How collaborating in physical spaces taught me the value of forging a community, not just making things.

Going analog

I completely missed the boom (and bust). While my university friends were taking jobs as Webmasters, I was working night shifts at the Austin American-Statesman in the Art Department. My friend’s tools were CorelDRAW, Fetch, and Netscape. My tools were QuarkXpress, X-acto knives and Clip art. Every night, graphic artists like myself, writers, platemakers, pressmen, and editors would gather around the paste-up table and assemble sections of the daily newspaper. Rick, the floor manager, facilitated the comings and goings, reviews, and sign-offs from all the proper parties like an air traffic controller. Highly caffeinated and detail oriented, watching Rick…

How I rebranded Proof and lived to tell about it.

Rebrands can suck. There are lots of reasons not to change your company’s look and feel. They’re expensive (pause for a moment and imagine finding and replacing every instance of your current logo). Secondly, it takes focus away from other significant activities like finding product-market fit. Many entrepreneurs, rightfully, don’t have the time or budget to successfully brand their company at early phases (take Airbnb or Foursquare’s pitch decks, for example). Finally, if anyone is paying attention to your rebrand (many don’t), it will evoke reactions of the bush-league, Twittersphere variety. Haters gonna hate. …

Awakening your organization’s celestial consciousness with little information

The Dark Art of Vision Casting

Many design leadership job specifications include a remit of creating a “design vision.” This can be broadly understood as incubating what the design offering will look like in 1–3 years time. Often, the goals for the vision aren’t as clear. What do we mean when we talk about design vision? It’s easy to conjure the spirit of Max Miedinger and shepherd the flock out of the wilderness. Keynote presentations are made, principles are hatched, and then the inevitable happens; the leader is distracted with hiring, drowned in CVs and recruiting. Or, she…

A Simple Framework for Brand and Product Design

The real reason Designers, Writers, and Researchers leave your company is because of the lack of growth opportunities and purpose. I’ve seen, even in organisations that don’t offer sexy projects, team members expand existing skills and explore new ones amidst dull teams. That’s because we are innately curious. So if culture beats strategy, then developing the people you have is the key to any design team’s success.

Personal growth isn’t linear so why should our professional growth be any different?

Signposts. Not Box Ticking.

There are a lot of frameworks out there. I consider this framework as a matrix of signposts instead of a…

© getty images

As difficult as it is for a Texas football fan to acknowledge SEC greatness, Nick Saban is undeniably one of the greatest football coaches ever lived. Nick Saban has become the standard for how University programs recruit, operate, and play at a championship level. When asked how he motivates his players week in, week out, Saban responds, “We play to a standard. And it’s always under construction.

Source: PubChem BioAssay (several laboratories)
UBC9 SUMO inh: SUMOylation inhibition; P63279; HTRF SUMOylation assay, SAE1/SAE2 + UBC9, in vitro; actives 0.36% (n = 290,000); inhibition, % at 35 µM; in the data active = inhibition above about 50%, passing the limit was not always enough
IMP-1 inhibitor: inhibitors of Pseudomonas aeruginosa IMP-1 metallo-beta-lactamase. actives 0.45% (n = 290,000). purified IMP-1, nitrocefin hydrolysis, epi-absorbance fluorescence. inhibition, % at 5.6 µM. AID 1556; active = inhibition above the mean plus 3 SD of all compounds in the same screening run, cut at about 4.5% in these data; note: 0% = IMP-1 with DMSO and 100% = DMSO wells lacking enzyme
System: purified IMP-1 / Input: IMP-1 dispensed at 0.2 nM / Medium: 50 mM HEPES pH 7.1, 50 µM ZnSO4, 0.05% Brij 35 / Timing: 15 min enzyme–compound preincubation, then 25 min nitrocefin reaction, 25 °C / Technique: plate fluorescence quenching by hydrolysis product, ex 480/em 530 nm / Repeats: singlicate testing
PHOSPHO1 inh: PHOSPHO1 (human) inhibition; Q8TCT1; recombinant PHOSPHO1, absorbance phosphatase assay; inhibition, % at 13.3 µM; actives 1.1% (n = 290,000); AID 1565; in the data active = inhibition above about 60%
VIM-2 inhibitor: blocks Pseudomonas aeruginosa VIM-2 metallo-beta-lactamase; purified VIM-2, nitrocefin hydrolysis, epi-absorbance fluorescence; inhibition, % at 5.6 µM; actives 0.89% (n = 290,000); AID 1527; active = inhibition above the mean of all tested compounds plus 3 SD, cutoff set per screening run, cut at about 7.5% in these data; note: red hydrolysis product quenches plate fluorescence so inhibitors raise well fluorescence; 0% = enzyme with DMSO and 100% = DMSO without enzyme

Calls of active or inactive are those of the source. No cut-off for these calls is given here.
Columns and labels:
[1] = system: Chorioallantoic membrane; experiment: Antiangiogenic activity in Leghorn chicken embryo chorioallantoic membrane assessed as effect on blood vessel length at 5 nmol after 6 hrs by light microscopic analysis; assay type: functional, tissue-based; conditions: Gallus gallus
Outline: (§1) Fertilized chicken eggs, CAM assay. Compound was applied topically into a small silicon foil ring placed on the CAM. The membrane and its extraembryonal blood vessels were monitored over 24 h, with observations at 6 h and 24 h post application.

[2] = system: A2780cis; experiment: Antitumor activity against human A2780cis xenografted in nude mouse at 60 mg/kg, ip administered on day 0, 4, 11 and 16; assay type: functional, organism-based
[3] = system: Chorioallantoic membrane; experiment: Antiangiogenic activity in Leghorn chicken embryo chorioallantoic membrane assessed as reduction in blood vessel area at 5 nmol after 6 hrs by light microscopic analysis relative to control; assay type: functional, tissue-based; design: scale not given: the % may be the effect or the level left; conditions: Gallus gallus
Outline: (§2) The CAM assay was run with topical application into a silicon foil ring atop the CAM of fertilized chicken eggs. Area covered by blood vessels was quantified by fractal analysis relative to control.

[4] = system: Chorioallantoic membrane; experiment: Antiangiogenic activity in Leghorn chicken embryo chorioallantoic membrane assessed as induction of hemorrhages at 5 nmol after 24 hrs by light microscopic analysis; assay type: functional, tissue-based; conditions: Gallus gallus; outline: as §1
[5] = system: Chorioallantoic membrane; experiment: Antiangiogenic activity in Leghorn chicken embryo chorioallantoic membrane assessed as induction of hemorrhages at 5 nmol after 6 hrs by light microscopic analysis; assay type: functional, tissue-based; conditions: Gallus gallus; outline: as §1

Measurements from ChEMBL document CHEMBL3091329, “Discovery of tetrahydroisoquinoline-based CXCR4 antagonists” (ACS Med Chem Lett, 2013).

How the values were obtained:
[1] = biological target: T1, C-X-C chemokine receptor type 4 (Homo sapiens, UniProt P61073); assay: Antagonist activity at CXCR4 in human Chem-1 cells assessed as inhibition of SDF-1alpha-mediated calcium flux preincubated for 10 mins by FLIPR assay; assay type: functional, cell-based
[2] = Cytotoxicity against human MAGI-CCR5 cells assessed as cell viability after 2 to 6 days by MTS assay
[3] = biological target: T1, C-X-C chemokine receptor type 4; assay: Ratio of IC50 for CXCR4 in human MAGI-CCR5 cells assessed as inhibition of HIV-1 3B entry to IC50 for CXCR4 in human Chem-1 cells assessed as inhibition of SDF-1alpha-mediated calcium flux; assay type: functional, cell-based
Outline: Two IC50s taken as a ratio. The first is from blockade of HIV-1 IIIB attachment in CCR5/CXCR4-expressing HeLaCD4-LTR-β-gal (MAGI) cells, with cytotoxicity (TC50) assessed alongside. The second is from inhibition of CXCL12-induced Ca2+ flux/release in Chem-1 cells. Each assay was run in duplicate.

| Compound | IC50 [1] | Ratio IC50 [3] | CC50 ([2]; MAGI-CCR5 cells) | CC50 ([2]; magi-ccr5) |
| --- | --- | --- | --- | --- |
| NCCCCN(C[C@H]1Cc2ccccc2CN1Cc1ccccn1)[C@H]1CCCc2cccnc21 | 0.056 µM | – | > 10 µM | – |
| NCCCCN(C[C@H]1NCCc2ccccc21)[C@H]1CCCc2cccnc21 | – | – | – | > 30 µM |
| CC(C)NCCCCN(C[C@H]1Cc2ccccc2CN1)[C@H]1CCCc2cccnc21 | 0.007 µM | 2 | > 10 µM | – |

“We play to a standard. And it’s always under construction.” – Nick Saban

On Thursday, 30 August, carwow product designers gathered at Balderton Capital to clarify and improve our standards. Monthly updates…

The data will tell us what to do.

I’m often asked, “Does designing a BI tool mean utilizing data in your process?” Short answer: Yes. Quantitative data has become the data of choice over qualitative research. Now more than ever, data is playing an increasing role in our design process. To keep pace with the business, we must work with — and make sense of — product data. Analytics is a gift to designers, and there’s an increasing need to embrace it as a tool of our trade. Data also helps design teams marshal their resources and bring everyone in the organization closer to user needs.

At Zendesk…

2017 marks ten years in tech for me. It’s a mildly significant, albeit thankless milestone. There were no anniversary gifts. Just more grey hairs, expense reports, and Ikea chairs. I’ve taken my lumps but took the time to celebrate successes too. If I sat down with my younger self, what advice would I give? Some musings, Looper style:

courtesy Endgame Entertainment © 2012

Design is always in the minority. In headcount and budget, design will be the smallest. Design augments the business in small ways over time.

Find a mentor. Your work problems aren’t unique and someone has probably fought that battle. Take this person…

A typical day in Product paradise with Product team and Head of Strategy, Matt Allison

I am often asked, “What is the design process like at TrendKite?” Well, a majority of my time is spent with product teams mining for solutions around a whiteboard. Before a single pixel gets pushed on my screen a conference room is booked and we head up to the whiteboard, markers in hand. It’s my favorite part of being a Designer. It’s where room dynamics shift from verbal communication to real collaboration, from hot air to buildable ideas. It’s where I’m able to solve problems quickly and, with the input of stakeholders, see the beginnings of software. I’ll speak to…

Brent Palmer

Product guy @useproof. Previously @carwow @Zendesk @PayPal @TrendKite @Spredfast.

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